Q: Why do you think you can get away with such a high VPIP from the BB against absolutely worldclass players?

A: three words.





Q: Is this much different from what you’re doing when playing 6max? Thanks for doing this.

A: 6max requires a lot more feel, in some ways. i think basic strategy and fundamentals are easier in 6max though, since you can just play tight and print money vs fish. the tough parts are especially in multiway pots (and remember, each preflop hand is a multiway pot!) there is all kinds of soft collusion, and it’s very important to get inside of people’s heads in those sort of situations. with those caveats though, i mostly have the same attitude, in that for each situation that comes up i have a set of frequencies/ranges i am planning on playing vs a given opponent. i would say im a bit more exploitative 6max, and i have somewhat less of an idea as to what optimal ranges are for each spot. but once u fix one part of the problem (e.g. villain raises 50% of buttons) the rest kind of falls into place.


Q: How much do you think hunl has progressed in the last year? Specifically I’m wondering about jungleman, we haven’t heard much from him in the last year and I’m curious if you think he could be this competitive and tough in this tourney if he hadn’t been playing a lot and keeping up with the game.

A: i think in 2009/2010, isildur, jungleman and ike were a lot better than everybody else. i think me and kanu have done a good job closing that gap in the last 2 or 3 years. i think in general, me/ike/kanu share a common methodology which really shows when you look at how we play pots. i think jungle and isildur have developed strategies of their own which are a little less fundamentally sound, but which they execute with a ton of precision and finesse, and which apply tons of pressure by turning the large majority of their opponent’s range into a bluffcatcher.


Q: How much math do you actually incorporate into your descision making? Do you think incorporating math into your poker game is a must in order to become a elite player?

A: i ‘incorporate math’ into every decision i make !

some caveats though. im not a particularly gifted mathematician, at all. id say was in about the top 10% of my high school in math. i think part of that has to do with the fact that i’ve never loved math. i think to be a really gifted mathematician you have to have a love of symmetry and order instantiated in numbers, and this drives you to think about math at a deep level. i have only ever really been interested in math as a tool to give precision to problems, and i think this is what has always made it impossible for me to be great at math. i have a lot of admiration for the personalities who love pure math though, i think it’s a really amazing trait.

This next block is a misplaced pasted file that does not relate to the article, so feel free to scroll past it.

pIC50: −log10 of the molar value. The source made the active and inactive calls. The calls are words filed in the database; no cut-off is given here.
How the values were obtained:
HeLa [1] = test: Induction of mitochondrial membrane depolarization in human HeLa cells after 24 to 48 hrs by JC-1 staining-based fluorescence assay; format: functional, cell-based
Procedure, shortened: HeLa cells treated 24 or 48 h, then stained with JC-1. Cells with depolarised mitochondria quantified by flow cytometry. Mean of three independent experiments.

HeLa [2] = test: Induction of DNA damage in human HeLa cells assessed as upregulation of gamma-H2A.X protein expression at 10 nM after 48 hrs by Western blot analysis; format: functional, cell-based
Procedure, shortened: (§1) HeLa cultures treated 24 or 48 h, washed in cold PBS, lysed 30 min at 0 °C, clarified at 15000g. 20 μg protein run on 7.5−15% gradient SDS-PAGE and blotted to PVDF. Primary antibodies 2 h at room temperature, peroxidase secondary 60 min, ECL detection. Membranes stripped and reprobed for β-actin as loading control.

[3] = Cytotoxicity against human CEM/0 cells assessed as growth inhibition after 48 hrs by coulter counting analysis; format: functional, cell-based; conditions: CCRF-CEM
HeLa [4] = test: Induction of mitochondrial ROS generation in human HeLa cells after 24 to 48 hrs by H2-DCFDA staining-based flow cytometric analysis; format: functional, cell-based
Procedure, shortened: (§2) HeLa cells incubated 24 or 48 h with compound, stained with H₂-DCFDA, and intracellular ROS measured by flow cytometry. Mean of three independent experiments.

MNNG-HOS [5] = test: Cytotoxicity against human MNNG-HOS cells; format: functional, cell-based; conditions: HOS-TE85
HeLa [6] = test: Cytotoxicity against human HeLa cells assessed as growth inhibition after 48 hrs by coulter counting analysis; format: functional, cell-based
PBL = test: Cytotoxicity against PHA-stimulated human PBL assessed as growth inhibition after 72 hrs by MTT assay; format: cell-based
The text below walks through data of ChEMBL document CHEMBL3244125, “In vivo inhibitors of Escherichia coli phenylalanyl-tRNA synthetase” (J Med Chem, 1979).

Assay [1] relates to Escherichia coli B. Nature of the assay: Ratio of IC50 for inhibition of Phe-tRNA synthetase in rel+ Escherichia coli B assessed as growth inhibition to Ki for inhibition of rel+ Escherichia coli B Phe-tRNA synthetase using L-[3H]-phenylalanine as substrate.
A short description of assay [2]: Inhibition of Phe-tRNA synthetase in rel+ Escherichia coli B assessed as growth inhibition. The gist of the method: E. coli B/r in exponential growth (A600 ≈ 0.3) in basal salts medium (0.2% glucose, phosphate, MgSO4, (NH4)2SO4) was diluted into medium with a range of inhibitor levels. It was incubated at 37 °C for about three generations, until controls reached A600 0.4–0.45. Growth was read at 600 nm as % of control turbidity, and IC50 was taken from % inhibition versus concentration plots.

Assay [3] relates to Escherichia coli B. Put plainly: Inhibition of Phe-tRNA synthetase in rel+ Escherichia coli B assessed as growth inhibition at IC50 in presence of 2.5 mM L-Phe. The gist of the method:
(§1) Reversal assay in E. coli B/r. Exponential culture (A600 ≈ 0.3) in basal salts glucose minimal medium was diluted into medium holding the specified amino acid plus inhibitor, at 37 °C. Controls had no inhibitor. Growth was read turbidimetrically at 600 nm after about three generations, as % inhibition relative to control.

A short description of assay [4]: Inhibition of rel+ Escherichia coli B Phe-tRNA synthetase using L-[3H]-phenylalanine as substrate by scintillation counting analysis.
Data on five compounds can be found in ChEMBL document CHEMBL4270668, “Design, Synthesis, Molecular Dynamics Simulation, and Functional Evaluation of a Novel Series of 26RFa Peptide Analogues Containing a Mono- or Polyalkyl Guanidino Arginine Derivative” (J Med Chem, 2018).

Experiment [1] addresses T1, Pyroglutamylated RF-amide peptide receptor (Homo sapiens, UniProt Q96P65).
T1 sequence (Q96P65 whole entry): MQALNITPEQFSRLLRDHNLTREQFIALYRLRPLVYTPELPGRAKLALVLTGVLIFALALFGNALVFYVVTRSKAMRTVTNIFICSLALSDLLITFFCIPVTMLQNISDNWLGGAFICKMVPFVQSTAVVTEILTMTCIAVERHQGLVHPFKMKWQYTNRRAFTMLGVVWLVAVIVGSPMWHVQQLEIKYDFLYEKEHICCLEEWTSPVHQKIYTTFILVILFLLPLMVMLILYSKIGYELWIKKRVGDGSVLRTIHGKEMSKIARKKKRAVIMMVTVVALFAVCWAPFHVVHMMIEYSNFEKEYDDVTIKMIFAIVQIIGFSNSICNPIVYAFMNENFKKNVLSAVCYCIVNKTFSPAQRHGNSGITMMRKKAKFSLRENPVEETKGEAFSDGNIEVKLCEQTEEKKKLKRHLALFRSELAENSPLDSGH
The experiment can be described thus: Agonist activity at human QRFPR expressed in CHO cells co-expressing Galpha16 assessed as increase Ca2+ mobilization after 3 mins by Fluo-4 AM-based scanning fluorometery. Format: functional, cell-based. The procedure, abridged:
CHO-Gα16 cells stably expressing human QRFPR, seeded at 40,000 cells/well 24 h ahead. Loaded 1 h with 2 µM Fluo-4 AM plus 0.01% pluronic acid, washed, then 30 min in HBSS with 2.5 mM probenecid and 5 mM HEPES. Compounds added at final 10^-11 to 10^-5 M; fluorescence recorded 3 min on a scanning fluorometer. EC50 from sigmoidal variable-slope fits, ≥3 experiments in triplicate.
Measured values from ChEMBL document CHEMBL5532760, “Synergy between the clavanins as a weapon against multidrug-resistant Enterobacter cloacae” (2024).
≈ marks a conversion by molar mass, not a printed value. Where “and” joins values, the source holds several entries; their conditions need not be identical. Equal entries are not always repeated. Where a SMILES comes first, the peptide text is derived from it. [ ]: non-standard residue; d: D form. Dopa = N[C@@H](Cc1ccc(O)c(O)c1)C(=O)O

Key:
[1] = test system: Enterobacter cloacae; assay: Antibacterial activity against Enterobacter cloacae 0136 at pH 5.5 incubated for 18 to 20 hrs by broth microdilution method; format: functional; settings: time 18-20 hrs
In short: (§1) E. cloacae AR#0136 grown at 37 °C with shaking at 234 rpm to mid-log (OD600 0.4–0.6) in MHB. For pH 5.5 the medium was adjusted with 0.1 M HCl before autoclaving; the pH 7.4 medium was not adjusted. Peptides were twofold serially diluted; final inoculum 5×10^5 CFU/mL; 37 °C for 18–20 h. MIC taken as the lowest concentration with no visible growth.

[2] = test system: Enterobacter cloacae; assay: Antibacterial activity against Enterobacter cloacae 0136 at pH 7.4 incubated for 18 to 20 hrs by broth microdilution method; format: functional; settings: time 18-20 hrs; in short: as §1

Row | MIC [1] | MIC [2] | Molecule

i don’t think it’s necessary to be crunching numbers in order to be a world class poker player. if i had to guess, id say ziiigy and isildur have never crunched numbers away from the table in their lives. neither do ivey or PA probably, and i know phil G doesn’t too much either. all 5 of those guys are tops in the world, and ivey is pretty obv the best in the world! contrast also people like Bill Chen and J. Ankenmann (or even sklansky/malmuth) who are pretty obviously very gifted mathematicians and do a lot of analytical work, but who are just never going to be world class players, no matter how much effort they put in. i think the mentality of a world class poker player is more like a professional athlete’s, and less like an academic’s than most people think. as sklansky has said; doing math won’t make you a good poker player, but if you weight the % of good poker players bayesian style, doing math certainly contributes!

in my personal case, i find that doing math away from the table helps me to hone my intuitions about strategy. i like to translate my poker intuition into frequencies such that it’s more amenable to analysis, and i think the best way to do that is to do math away from the tables until the frequencies become like muscle memory.

Other Links relating to this article:

Graph / Stats from last match

Sauce123 Well


About zephendrix

I work for a stock options market making group and go to grad school at the University of Chicago. To read more check out my well: